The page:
Consumer: Payday loan late fees are ‘exploitative’

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Just weeks before a new crackdown kicks in, a watchdog has accused payday loan firms of exploitative tactics.

Leeds city bosses have recently launched a three-year drive to rid the city of payday lenders, and research has shown that up to 60,000 people in the city have used or consulted payday lenders, with around 22,500 believed to have taken out the loans to pay their bills.

But these lenders continue to be in high demand both in our region and nationally, as hard-up families continue to struggle.

This week, the firms – which will be subject to new tougher legislation from April – have been accused of “exploiting” borrowers who default on loans with over-the-top fees that tip them into a debt spiral.

Consumer watchdog Which? looked at the default fees charged by 17 lenders and found that Wonga, one of Britain’s most high-profile payday firms, topped the table by charging customers £30. Ten out of 17 payday lenders looked at by Which? had default fees of £20 or more, while four charged £25 and above.

MoneyShop.tv was found to charge customers a £29 fee for failing to repay the loan on the due date, while other lenders, such as Quickquid.co.uk, charged £12.

Which? has written to lenders to challenge the level of their default fees, which the consumer group believes should be no higher than the admin costs arising from a borrower defaulting.

The consumer group says excessive default fees are unlawful under the Unfair Terms in Consumer Contracts Regulations 1999, which state that it is unfair for lenders to charge a disproportionately high fee if borrowers default on a loan.

Wonga said its one-off £30 fee for late repayments “reflects the additional costs we incur in collecting these loans” and this has been independently assessed by a business advisory service.

A statement from Wonga said: “We are completely transparent about our default fee. On the rare occasions where people can’t repay, we always encourage them to get in touch with us so we can do everything we can to agree an affordable repayment plan, including freezing interest and charges.”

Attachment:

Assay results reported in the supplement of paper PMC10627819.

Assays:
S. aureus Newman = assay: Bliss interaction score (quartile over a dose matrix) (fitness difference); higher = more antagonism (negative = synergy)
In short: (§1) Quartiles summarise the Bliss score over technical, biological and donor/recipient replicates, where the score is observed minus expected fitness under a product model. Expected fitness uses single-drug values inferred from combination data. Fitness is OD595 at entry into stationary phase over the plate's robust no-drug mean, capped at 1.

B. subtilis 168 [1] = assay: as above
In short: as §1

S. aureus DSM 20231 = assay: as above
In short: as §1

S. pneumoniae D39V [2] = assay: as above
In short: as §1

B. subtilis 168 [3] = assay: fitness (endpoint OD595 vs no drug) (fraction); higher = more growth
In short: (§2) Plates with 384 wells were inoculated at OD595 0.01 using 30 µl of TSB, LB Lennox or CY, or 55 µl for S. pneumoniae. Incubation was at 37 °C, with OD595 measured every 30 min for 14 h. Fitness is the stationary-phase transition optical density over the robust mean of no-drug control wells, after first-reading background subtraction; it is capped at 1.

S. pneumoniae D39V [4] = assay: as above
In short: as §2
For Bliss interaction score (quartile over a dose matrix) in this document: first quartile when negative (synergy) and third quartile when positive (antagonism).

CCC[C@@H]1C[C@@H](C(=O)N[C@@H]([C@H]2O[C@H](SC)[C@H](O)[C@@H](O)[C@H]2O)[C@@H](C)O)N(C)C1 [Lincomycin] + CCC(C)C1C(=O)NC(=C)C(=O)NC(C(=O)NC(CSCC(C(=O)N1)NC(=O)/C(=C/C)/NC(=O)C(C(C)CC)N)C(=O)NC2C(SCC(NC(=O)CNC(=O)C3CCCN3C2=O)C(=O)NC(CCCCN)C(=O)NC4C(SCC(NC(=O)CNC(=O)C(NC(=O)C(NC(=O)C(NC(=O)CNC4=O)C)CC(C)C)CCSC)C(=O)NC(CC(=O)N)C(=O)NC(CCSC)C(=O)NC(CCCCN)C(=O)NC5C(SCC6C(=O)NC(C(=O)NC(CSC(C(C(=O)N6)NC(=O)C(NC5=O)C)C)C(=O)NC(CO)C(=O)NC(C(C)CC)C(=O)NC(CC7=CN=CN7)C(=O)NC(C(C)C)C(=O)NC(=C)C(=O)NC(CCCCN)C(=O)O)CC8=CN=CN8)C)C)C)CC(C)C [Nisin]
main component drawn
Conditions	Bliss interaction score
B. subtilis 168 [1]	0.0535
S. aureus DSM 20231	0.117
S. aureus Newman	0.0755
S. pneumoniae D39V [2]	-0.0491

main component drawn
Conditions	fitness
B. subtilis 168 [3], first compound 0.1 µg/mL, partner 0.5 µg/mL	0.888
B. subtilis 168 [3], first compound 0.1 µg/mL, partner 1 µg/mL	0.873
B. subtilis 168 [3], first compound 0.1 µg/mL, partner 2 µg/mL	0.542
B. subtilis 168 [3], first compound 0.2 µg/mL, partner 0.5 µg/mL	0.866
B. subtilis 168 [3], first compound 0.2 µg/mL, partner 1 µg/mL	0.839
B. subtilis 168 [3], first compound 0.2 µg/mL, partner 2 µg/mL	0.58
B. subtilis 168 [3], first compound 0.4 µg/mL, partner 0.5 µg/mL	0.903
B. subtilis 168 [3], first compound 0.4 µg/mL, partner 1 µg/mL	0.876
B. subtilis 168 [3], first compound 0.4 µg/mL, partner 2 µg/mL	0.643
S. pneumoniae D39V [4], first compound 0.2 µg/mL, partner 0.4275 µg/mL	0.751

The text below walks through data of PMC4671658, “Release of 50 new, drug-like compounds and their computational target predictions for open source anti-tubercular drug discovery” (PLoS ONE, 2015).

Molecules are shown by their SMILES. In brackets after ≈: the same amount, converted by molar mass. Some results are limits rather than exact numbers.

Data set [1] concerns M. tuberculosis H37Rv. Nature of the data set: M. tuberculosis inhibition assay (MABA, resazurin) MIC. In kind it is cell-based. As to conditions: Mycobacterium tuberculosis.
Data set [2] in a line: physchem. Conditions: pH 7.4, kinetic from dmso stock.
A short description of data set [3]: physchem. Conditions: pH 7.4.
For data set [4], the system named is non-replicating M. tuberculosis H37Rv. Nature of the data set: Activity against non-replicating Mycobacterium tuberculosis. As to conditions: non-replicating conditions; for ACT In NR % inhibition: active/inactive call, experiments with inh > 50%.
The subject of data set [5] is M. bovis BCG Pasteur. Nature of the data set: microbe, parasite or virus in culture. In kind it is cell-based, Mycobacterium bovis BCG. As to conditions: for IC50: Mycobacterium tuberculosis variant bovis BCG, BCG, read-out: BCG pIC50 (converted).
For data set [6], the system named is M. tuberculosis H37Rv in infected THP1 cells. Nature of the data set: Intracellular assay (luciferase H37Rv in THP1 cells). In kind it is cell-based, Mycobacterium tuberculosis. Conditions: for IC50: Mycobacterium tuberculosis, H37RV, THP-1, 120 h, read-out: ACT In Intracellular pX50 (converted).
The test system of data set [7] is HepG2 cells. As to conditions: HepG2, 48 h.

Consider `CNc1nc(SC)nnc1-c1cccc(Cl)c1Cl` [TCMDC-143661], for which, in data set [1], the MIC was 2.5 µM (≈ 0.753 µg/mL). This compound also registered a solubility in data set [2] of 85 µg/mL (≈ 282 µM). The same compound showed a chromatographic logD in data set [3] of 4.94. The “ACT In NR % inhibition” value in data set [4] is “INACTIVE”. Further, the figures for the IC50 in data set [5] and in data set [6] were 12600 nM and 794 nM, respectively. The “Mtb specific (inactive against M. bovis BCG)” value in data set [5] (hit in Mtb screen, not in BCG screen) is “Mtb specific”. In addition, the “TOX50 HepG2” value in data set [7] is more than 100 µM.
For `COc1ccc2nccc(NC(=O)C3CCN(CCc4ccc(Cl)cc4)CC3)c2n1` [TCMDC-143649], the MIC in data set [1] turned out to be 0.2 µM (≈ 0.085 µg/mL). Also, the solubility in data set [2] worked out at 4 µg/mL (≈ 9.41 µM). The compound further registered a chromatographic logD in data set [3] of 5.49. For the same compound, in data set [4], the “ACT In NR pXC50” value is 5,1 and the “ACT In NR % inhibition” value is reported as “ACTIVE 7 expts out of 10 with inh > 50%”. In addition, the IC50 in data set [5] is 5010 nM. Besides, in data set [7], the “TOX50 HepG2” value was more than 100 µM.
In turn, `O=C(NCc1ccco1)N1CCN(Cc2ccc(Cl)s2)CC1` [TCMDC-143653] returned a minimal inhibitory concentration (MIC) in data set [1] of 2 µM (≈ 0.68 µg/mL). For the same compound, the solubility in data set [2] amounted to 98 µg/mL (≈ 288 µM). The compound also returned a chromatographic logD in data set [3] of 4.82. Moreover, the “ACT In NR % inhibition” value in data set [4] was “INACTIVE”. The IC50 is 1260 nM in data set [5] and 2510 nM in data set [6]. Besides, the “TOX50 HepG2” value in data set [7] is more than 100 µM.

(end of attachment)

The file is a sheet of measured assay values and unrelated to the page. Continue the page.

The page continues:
Which? pointed to an Office of Fair Trading (OFT) decision in 2006 that penalty charges for credit cards should be no more than £12, unless there are exceptional factors. The group believes that payday lenders are using “excessive” penalty fees to reduce their headline rates and lead customers to under-estimate the true cost of a loan.

Richard Lloyd, executive director at Which? said: “We believe payday lenders are exploiting borrowers with excessive fees which can push them even further into debt.”

From April, new regulator the Financial Conduct Authority (FCA) will start to oversee payday firms. Which? wants to see the FCA introduce a cap on the level that firms can charge in default fees, as part of a cap on the total cost of credit planned for January 2015.

A spokesman for the FCA said: “We welcome Which?’s interest in this area and we are already considering default fees as part of our work on capping the total cost of credit.”

The FCA recently announced plans to crack down on the sector, include limiting the number of times payday lenders are allowed to roll over loans twice, forcing them to put “risk warnings” on their advertising and limiting the number of attempts lenders can make to claw back money if there is insufficient cash in a borrower’s bank account to two.

The Competition Commission will produce a report into the payday industry later this year.

Payday firms were referred to the Commission by the OFT, which last year found evidence of deep-rooted problems, including some firms appearing to base their business practices around people who cannot afford to pay their loans back on time, meaning the original cost of the loan balloons and they become trapped with that lender.

Which? said that high charges are one of the biggest factors that tip borrowers into a spiral of debt. Previous research has found that more than half of payday loan users had incurred charges for missed or bounced credit repayments over 12 months, compared with one in six credit users generally. One fifth said they had been hit with “unexpected charges”.

Breakdown of late fees

The overdue payment fees charged by payday lenders, according to Which?’s findings: Wonga.com, £30; MoneyShop.tv, £29; MyJar.com, £25; Speedydosh.com, £25; 247moneybox.com, £20; Minicredit.co.uk, £20; MrLender.com, £20; Quid24.com, £20; Swiftmoney.co.uk, £20; Wagedayadvance.co.uk, £20; Microlend.co.uk, £15; Paydayexpress.co.uk, £15; PaydayUK.co.uk, £15; MyMate.co.uk, £12; Quickquid.co.uk, £12; Safeloans.co.uk, £12; Zebit.com, £12.

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